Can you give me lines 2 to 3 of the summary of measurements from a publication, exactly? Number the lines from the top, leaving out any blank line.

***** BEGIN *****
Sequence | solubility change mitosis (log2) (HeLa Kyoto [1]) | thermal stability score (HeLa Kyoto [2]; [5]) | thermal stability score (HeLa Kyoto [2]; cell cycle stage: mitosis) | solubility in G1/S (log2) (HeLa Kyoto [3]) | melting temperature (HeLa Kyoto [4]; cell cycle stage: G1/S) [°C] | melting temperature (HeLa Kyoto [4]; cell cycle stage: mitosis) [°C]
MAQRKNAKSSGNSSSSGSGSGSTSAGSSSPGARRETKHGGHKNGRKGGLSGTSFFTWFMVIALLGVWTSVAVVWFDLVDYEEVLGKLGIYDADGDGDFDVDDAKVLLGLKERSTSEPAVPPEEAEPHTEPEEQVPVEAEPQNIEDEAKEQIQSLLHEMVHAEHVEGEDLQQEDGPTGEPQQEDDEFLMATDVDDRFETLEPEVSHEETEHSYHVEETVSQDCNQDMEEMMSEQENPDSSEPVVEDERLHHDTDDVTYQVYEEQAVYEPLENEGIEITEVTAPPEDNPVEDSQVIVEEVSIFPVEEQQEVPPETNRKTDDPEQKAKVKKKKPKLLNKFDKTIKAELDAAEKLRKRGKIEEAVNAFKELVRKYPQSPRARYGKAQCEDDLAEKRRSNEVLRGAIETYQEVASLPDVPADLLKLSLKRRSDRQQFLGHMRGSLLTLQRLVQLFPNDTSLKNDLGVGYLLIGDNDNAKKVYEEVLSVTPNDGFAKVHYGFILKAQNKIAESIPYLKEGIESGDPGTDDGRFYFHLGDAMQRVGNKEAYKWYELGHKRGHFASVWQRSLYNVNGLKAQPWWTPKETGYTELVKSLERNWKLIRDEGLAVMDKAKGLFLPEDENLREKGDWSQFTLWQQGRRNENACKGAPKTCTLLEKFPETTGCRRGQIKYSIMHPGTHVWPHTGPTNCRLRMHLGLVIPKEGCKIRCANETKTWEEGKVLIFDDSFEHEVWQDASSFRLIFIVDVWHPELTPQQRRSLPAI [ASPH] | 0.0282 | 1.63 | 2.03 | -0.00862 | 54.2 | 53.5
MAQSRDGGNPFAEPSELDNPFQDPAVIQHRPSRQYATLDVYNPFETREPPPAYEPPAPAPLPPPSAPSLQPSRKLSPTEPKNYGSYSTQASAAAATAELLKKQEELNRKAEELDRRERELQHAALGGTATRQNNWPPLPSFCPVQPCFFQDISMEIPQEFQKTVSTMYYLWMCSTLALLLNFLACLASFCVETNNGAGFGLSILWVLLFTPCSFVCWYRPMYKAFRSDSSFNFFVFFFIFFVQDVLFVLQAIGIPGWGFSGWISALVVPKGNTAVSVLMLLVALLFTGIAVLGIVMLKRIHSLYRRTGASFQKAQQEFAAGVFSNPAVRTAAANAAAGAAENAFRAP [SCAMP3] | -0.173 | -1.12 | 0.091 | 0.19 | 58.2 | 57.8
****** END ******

MAQRKNAKSSGNSSSSGSGSGSTSAGSSSPGARRETKHGGHKNGRKGGLSGTSFFTWFMVIALLGVWTSVAVVWFDLVDYEEVLGKLGIYDADGDGDFDVDDAKVLLGLKERSTSEPAVPPEEAEPHTEPEEQVPVEAEPQNIEDEAKEQIQSLLHEMVHAEHVEGEDLQQEDGPTGEPQQEDDEFLMATDVDDRFETLEPEVSHEETEHSYHVEETVSQDCNQDMEEMMSEQENPDSSEPVVEDERLHHDTDDVTYQVYEEQAVYEPLENEGIEITEVTAPPEDNPVEDSQVIVEEVSIFPVEEQQEVPPETNRKTDDPEQKAKVKKKKPKLLNKFDKTIKAELDAAEKLRKRGKIEEAVNAFKELVRKYPQSPRARYGKAQCEDDLAEKRRSNEVLRGAIETYQEVASLPDVPADLLKLSLKRRSDRQQFLGHMRGSLLTLQRLVQLFPNDTSLKNDLGVGYLLIGDNDNAKKVYEEVLSVTPNDGFAKVHYGFILKAQNKIAESIPYLKEGIESGDPGTDDGRFYFHLGDAMQRVGNKEAYKWYELGHKRGHFASVWQRSLYNVNGLKAQPWWTPKETGYTELVKSLERNWKLIRDEGLAVMDKAKGLFLPEDENLREKGDWSQFTLWQQGRRNENACKGAPKTCTLLEKFPETTGCRRGQIKYSIMHPGTHVWPHTGPTNCRLRMHLGLVIPKEGCKIRCANETKTWEEGKVLIFDDSFEHEVWQDASSFRLIFIVDVWHPELTPQQRRSLPAI [ASPH] | 0.0282 | 1.63 | 2.03 | -0.00862 | 54.2 | 53.5
MAQSRDGGNPFAEPSELDNPFQDPAVIQHRPSRQYATLDVYNPFETREPPPAYEPPAPAPLPPPSAPSLQPSRKLSPTEPKNYGSYSTQASAAAATAELLKKQEELNRKAEELDRRERELQHAALGGTATRQNNWPPLPSFCPVQPCFFQDISMEIPQEFQKTVSTMYYLWMCSTLALLLNFLACLASFCVETNNGAGFGLSILWVLLFTPCSFVCWYRPMYKAFRSDSSFNFFVFFFIFFVQDVLFVLQAIGIPGWGFSGWISALVVPKGNTAVSVLMLLVALLFTGIAVLGIVMLKRIHSLYRRTGASFQKAQQEFAAGVFSNPAVRTAAANAAAGAAENAFRAP [SCAMP3] | -0.173 | -1.12 | 0.091 | 0.19 | 58.2 | 57.8